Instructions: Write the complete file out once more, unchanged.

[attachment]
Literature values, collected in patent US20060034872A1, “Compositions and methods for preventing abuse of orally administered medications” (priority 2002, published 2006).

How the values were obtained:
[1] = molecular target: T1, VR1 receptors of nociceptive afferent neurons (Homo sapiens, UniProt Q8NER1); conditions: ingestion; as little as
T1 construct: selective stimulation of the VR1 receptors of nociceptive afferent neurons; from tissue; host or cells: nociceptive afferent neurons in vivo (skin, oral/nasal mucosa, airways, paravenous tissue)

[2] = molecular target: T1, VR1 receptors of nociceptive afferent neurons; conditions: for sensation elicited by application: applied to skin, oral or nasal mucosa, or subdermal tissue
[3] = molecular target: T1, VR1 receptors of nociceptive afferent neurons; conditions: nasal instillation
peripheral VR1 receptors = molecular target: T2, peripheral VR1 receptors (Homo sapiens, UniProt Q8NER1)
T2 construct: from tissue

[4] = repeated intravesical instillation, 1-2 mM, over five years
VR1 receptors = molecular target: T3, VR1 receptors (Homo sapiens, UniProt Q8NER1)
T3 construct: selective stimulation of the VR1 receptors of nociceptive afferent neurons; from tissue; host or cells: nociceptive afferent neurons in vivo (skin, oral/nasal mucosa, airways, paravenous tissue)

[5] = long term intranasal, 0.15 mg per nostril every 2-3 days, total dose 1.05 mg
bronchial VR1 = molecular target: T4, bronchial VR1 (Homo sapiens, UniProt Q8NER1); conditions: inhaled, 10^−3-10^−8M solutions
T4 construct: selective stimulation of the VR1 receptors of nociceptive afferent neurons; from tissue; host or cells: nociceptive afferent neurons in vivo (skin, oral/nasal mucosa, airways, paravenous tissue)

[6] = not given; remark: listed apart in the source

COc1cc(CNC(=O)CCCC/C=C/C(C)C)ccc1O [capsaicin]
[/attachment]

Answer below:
Literature values, collected in patent US20060034872A1, “Compositions and methods for preventing abuse of orally administered medications” (priority 2002, published 2006).

How the values were obtained:
[1] = molecular target: T1, VR1 receptors of nociceptive afferent neurons (Homo sapiens, UniProt Q8NER1); conditions: ingestion; as little as
T1 construct: selective stimulation of the VR1 receptors of nociceptive afferent neurons; from tissue; host or cells: nociceptive afferent neurons in vivo (skin, oral/nasal mucosa, airways, paravenous tissue)

[2] = molecular target: T1, VR1 receptors of nociceptive afferent neurons; conditions: for sensation elicited by application: applied to skin, oral or nasal mucosa, or subdermal tissue
[3] = molecular target: T1, VR1 receptors of nociceptive afferent neurons; conditions: nasal instillation
peripheral VR1 receptors = molecular target: T2, peripheral VR1 receptors (Homo sapiens, UniProt Q8NER1)
T2 construct: from tissue

[4] = repeated intravesical instillation, 1-2 mM, over five years
VR1 receptors = molecular target: T3, VR1 receptors (Homo sapiens, UniProt Q8NER1)
T3 construct: selective stimulation of the VR1 receptors of nociceptive afferent neurons; from tissue; host or cells: nociceptive afferent neurons in vivo (skin, oral/nasal mucosa, airways, paravenous tissue)

[5] = long term intranasal, 0.15 mg per nostril every 2-3 days, total dose 1.05 mg
bronchial VR1 = molecular target: T4, bronchial VR1 (Homo sapiens, UniProt Q8NER1); conditions: inhaled, 10^−3-10^−8M solutions
T4 construct: selective stimulation of the VR1 receptors of nociceptive afferent neurons; from tissue; host or cells: nociceptive afferent neurons in vivo (skin, oral/nasal mucosa, airways, paravenous tissue)

[6] = not given; remark: listed apart in the source

COc1cc(CNC(=O)CCCC/C=C/C(C)C)ccc1O [capsaicin]